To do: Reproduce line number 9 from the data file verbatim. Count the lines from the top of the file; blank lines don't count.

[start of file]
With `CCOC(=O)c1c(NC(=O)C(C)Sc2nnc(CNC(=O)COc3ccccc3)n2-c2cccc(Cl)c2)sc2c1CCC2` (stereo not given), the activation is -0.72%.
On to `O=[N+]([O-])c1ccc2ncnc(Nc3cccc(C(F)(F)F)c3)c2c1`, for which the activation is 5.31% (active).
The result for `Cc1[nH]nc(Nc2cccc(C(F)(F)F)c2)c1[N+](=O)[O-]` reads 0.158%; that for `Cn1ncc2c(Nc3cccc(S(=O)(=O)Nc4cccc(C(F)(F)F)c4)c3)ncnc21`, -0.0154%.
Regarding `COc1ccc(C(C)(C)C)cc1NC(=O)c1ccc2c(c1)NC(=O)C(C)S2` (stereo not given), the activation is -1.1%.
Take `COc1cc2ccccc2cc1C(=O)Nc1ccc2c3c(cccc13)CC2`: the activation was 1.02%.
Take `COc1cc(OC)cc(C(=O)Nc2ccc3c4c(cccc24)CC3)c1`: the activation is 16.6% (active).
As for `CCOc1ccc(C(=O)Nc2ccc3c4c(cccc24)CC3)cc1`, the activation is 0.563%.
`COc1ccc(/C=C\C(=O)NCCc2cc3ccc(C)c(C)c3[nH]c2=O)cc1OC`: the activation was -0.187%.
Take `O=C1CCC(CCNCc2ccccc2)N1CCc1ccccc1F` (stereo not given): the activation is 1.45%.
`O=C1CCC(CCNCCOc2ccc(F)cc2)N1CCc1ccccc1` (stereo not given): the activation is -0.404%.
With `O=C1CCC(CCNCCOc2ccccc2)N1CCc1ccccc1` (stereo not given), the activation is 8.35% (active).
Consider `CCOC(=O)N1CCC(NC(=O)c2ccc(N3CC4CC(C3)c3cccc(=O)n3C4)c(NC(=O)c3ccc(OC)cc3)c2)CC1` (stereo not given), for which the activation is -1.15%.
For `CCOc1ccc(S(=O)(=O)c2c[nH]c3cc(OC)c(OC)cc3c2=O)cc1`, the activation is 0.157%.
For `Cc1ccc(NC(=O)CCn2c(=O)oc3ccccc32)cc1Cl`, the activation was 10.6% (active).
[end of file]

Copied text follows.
Take `O=C1CCC(CCNCc2ccccc2)N1CCc1ccccc1F` (stereo not given): the activation is 1.45%.